autodesk-realistic-game

Making realistic game characters: rigging and body deformation

Designing compelling 3D characters for your video game is one thing; making sure they look and behave realistically is another. From leveraging motion capture data and retargeting animation with Maya, to choosing an A-pose over a T-pose during development, Santa Monica Studio went the extra mile to ensure that their characters look, feel, and act real. Here are a few best practices from a GDC 2019 presentation by the studio’s Lead Character Technical Artist, Axel Grossman, for making realistic game characters.

Producing animation with mocap

Use motion capture

Image courtesy of Santa Monica Studio

In getting your characters ready for battle, nothing beats motion capture instead of hand-keying movements. In the case of God of War, MotionBuilder was used for its speed and ability to use real-time camera work. A transfer-rig matching Maya’s coordinates was utilized, allowing for objects baked in MotionBuilder to be imported directly onto nodes in Maya, allowing for scenes to be built in MotionBuilder.

Make use of animation retargeting

Image courtesy of Santa Monica Studio

Animating character cycles one by one? Ain’t nobody got time for that! One tool you can take advantage of to speed up this process is an animation retargeter, which allows you to swap out characters and maintain the same animation cycle.

Striking a realistic pose

Using Pose Space Deformation (PSD) and Radial Basis Functions (RBF)

For your character to feel real, they need to act out the part in each of their movements. Simply choosing an A-pose over a T-pose can have an impact on how realistic your character’s movements are, with A-poses making for a more natural appearance and proper shoulder height. Pose Space Deformation (PSD nodes) uses Radial Basis Functions (RBF) to ensure that poses are properly blended from movement to movement.

Image courtesy of Santa Monica Studio

For the making of God of War at Santa Monica Studios, PSD was used primarily for muscle corrections for Kratos and Baldur, facial fixups and corrections. RBF, on the other hand, is about correcting poses, moving joints around. In the case of God of War, it was used for armor deformation on Kratos and other heavily armored characters, such as The Traveler, some props and environment rigging, and Freya’s hair.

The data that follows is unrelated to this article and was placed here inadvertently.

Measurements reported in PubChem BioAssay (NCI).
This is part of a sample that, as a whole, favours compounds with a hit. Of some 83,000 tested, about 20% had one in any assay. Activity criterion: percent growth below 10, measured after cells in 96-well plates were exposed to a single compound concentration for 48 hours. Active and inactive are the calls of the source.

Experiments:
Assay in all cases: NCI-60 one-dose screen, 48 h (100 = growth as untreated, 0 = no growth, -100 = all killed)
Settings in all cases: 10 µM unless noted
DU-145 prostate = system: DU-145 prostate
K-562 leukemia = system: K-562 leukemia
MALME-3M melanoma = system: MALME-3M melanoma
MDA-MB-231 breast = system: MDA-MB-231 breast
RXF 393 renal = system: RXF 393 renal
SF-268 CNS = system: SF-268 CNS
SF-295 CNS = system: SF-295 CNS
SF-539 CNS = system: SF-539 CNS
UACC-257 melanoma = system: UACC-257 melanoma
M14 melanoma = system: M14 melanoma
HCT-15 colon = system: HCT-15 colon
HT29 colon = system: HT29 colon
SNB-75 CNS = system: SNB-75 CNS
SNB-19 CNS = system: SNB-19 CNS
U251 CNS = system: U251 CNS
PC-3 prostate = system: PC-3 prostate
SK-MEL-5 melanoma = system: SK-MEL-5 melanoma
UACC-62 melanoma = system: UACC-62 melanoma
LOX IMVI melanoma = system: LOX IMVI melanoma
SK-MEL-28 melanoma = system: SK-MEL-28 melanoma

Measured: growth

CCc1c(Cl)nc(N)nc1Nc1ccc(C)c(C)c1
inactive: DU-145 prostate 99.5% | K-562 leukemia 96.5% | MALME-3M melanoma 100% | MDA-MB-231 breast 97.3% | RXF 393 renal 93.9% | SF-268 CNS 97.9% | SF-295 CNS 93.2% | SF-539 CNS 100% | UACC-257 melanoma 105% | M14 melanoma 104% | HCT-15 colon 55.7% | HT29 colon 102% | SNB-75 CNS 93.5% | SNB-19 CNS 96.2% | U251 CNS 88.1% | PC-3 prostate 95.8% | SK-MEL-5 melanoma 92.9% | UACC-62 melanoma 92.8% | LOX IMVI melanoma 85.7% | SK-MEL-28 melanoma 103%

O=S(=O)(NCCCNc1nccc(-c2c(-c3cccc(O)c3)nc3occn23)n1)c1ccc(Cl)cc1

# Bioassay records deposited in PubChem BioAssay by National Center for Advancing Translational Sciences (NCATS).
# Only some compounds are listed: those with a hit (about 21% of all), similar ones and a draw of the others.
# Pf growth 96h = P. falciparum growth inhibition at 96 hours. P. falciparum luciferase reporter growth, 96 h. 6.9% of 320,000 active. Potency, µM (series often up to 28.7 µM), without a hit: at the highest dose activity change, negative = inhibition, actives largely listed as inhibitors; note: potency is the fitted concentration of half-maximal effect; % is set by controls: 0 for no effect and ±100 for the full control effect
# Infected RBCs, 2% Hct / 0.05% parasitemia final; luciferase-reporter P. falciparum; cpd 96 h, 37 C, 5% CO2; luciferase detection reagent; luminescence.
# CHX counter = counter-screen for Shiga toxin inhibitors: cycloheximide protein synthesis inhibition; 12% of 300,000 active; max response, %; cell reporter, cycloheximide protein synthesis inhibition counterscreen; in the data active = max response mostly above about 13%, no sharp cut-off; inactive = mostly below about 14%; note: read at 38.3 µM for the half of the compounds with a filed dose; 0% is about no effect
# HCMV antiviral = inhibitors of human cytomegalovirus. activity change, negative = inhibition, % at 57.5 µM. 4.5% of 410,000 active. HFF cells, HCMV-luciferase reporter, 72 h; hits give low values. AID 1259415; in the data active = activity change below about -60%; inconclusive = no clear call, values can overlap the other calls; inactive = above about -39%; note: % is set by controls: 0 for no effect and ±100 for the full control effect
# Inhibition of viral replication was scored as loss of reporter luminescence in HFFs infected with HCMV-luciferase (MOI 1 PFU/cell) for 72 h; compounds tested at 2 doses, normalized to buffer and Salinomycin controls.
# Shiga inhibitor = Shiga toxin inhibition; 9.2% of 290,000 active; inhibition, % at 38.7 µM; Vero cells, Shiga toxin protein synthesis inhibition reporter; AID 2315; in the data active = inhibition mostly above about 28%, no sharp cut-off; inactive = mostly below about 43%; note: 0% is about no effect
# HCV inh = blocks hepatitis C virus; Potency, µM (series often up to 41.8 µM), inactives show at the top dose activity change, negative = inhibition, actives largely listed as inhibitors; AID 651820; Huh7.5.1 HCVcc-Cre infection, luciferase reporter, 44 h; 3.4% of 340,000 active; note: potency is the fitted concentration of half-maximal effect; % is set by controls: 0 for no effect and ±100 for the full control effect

Rigging and body deformation

Remember driver coverage

When it comes to making sure that props and objects in your environment act according to your character’s movements, you’ll want to keep driver coverage in mind. Drivers are basically our way of representing the field on which the poses play. Without proper driver coverage, you can fall out of your pose space and get pops and visual glitches. Using a ROM (range of movement), you can determine all the spaces where something can move.

Image courtesy of Santa Monica Studio

Without proper driver coverage, you risk running into problem areas on your characters.

Build dependencies for body deformation

You’ll want a system or hierarchy in place for body deformation so that all your world space matrices allow for your character to easily call up their poses. This might involve deforming by clavicle first, then humerus, then clavicle and humerus together.

Image courtesy of Santa Monica Studio

Traditional skeletal hierarchies combined with linear skinning lose volume. When it comes to body deformation, keeping your character in its pose space becomes an increasingly greater challenge. Linear skinning can cause things like a peck or deltoid popping out and becoming fat and round when it should be thinning out during a movement of the clavicle.

Image courtesy of Santa Monica Studio

Focus on areas most visible to the camera

When rigging your character, you’ll want to pay extra attention to areas that undergo a high degree of rotation, for example, twisting along bone axes such as the shoulder (where you can get the candy-wrapper effect) and other areas most visible to the camera, like the neck.